RSS was originally created in 1999 by Netscape as a channel description framework for their My Netscape Network. MNN was a portal system that allowed end users to selectively view new content from their choice of content providers. RSS was created as a means of gathering that content. Since its creation, RSS has been updated and expanded to handle a much wider range of content with a far broader range of uses.
Simple Web Syndication with RSS 2.0 - Expanding the channel (Page 4 of 6 )
There are a number of optional elements that you can use to add the effectiveness of your channel. These elements are used to provided additional, more specific information about your content.
There are additional elements at both the channel level and the item level. The additional channel elements are used to improve indexing and to provide additional information about your channel to your readers. The additional item elements are used to provide additional information about your content and to help ensure that your feed updates properly in news readers.
Weíll begin with the additional channel elements. You may or may not need to use all of these. The rule of thumb is to add as many as you can so that your feed contains as much information as you are able to provide. The following table lists all of the additional channel elements.
The copyright notice for your channel.
The email address for the person responsible for the item content.
The email address of your contents technical contact.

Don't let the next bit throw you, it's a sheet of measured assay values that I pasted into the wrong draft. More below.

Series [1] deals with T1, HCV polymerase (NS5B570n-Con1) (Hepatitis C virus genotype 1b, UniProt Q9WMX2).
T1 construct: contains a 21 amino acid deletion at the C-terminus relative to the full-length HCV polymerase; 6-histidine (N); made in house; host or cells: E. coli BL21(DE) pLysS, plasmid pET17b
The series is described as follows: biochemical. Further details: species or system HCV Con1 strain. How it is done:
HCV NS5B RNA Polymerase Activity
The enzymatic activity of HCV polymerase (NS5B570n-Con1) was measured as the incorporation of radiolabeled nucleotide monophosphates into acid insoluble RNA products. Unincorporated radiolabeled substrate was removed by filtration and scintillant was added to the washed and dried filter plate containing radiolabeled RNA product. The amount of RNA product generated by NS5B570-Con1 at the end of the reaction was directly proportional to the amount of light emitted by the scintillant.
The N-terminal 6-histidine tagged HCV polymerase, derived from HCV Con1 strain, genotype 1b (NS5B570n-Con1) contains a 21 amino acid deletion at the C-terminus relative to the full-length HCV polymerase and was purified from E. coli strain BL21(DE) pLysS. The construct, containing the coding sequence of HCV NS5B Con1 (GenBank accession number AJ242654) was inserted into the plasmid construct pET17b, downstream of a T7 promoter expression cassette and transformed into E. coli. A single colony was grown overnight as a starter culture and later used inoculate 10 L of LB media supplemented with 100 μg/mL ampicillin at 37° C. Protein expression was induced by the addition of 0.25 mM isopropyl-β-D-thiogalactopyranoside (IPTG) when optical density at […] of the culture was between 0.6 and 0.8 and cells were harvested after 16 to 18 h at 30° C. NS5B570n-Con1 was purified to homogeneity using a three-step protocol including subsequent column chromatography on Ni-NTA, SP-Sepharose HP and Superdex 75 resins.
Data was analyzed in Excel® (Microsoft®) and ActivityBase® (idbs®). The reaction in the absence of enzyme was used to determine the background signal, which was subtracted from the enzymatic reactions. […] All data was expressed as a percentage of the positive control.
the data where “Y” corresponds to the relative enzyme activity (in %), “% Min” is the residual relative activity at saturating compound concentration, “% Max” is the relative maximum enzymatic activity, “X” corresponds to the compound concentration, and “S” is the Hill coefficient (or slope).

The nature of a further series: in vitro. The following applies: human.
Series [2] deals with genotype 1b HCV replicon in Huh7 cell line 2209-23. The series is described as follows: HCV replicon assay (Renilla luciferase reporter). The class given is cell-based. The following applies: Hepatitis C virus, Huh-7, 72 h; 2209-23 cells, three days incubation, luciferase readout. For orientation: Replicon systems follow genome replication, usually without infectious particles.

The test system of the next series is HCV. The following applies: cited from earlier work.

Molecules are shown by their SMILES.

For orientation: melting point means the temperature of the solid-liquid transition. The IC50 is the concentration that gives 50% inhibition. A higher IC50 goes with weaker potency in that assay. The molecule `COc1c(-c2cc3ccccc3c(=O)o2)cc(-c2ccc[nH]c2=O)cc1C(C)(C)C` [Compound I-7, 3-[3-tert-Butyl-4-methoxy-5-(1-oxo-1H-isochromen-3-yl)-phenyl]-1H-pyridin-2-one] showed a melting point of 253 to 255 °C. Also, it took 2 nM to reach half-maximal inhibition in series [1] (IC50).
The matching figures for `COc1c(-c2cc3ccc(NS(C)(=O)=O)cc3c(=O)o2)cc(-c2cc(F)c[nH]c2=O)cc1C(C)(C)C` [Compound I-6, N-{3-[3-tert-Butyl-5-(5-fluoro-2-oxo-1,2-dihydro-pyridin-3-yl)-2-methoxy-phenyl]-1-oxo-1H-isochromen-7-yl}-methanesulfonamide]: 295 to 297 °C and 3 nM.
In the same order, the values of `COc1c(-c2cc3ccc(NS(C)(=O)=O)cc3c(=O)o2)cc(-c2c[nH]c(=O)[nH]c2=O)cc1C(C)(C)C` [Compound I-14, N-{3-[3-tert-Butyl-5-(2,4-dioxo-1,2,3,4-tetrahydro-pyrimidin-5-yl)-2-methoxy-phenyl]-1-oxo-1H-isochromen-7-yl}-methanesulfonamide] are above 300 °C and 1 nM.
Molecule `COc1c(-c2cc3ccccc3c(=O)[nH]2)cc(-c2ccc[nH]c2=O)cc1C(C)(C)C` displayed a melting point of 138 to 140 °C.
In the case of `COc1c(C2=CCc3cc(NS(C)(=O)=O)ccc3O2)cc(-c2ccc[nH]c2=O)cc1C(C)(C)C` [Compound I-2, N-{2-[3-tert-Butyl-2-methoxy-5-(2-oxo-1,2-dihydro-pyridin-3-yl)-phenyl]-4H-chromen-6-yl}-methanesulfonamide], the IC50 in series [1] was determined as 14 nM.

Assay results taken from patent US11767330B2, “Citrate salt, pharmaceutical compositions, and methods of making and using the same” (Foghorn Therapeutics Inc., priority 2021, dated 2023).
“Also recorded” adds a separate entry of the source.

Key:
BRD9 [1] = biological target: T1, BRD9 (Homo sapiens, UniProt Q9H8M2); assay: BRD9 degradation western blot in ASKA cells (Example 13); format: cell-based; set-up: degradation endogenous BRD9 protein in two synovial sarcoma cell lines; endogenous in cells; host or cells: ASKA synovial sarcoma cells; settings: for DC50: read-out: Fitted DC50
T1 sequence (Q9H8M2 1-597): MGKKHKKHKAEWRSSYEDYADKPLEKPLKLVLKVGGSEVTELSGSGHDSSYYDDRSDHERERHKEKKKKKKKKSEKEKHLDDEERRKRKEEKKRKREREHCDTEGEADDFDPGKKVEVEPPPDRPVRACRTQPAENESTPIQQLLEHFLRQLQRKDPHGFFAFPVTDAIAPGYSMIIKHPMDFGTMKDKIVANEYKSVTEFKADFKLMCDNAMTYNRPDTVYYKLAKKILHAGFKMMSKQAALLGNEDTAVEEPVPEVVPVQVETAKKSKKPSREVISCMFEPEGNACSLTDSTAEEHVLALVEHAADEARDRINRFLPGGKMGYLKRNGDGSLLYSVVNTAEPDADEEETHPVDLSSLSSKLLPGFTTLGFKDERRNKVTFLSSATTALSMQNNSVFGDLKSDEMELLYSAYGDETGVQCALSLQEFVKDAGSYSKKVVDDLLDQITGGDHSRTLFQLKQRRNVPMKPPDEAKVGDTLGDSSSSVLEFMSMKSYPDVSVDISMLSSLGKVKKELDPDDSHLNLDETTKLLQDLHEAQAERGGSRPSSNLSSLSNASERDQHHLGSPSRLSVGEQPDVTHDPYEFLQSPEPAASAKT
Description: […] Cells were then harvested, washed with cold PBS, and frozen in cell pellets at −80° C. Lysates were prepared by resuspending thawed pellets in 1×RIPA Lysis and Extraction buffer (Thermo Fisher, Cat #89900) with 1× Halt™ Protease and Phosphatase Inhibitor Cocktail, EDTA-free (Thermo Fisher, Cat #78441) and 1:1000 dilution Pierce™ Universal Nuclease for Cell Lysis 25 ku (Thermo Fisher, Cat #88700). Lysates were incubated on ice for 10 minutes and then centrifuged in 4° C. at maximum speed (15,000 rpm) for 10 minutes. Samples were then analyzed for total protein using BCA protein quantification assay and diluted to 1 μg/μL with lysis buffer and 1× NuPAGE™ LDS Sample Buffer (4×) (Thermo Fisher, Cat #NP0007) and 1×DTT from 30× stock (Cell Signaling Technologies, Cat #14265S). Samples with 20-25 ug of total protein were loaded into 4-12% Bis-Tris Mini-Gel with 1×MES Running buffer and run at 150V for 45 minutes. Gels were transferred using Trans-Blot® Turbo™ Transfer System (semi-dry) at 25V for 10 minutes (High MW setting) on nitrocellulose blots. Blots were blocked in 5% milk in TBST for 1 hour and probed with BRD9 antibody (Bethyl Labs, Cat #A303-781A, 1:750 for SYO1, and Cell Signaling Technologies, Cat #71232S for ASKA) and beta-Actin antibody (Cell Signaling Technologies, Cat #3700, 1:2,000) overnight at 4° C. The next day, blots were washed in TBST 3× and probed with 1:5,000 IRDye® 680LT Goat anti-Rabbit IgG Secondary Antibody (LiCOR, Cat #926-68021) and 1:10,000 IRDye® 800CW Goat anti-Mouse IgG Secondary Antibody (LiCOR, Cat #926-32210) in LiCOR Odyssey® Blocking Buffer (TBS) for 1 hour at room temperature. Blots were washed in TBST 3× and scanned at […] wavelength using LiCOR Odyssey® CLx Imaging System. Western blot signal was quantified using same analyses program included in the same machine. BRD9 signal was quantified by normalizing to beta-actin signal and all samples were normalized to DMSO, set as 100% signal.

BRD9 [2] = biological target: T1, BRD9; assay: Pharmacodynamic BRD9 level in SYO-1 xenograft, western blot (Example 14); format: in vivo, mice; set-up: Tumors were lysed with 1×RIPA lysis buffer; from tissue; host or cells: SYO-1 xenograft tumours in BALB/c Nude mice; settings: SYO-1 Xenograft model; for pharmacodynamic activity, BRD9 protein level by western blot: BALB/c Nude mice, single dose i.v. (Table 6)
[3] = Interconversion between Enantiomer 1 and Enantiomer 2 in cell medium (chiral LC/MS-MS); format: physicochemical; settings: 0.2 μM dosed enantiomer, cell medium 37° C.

The publication date of your content.
The last time the channel feed was updated.
Used to specify categories that your channel belongs in. Valid values will be provided by the listing service or the site that your feed will appear on.
A string that indicates the program that generated the channel.
A URL pointing to the documentation for the RSS specs that were used to build this channel. (For reference purposes) For RSS 2.0 this will always be:
Used to provide information for the rssCloud interface.
Time To Live Ė indicates how many minutes a channel can be cached before the news reader refreshes it from the source.
A gif, jpg, or png that can be displayed as your channels thumbnail.
The channelís PICS rating.
Used to provide a text box for user input however support for this element is extremely limited.
A value between 0 and 23 that tells news readers when not to update your channel.
A value containing a day of the week that tells news readers when not to update your channel.
Again, you will not use most of these elements. Iíll show you only the ones that relate to my channel. For complete documentation, you can visit the RSS 2.0 Specification on the Harvard Technology site.
My updated channel portion looks like the following:
<title>Popular Articles by Nilpo</title>
<description>Popular articles by Nilpo published by Developer Shed.</description>
Here Iíve just added some additional information about my channel that will help news readers update it properly. Some confusion arises between the pubDate and the lastBuildDate. Many times these values are the same. Basically, the pubDate indicates when the newest content went live. The lastBuildDate indicates when the channel feed (rss page) was generated.
If I had a cron on my website that auto generated my RSS channel daily, it would update the lastBuildDate each time it ran. The pubDate would only be updated when it found new content. The lastBuildDate and pubDate should both be listed in GMT.
The ttl element tells news readers to only update my rss feed once a day. Since articles on Developer Shed are only released once a day, thereís no point checking any more than that.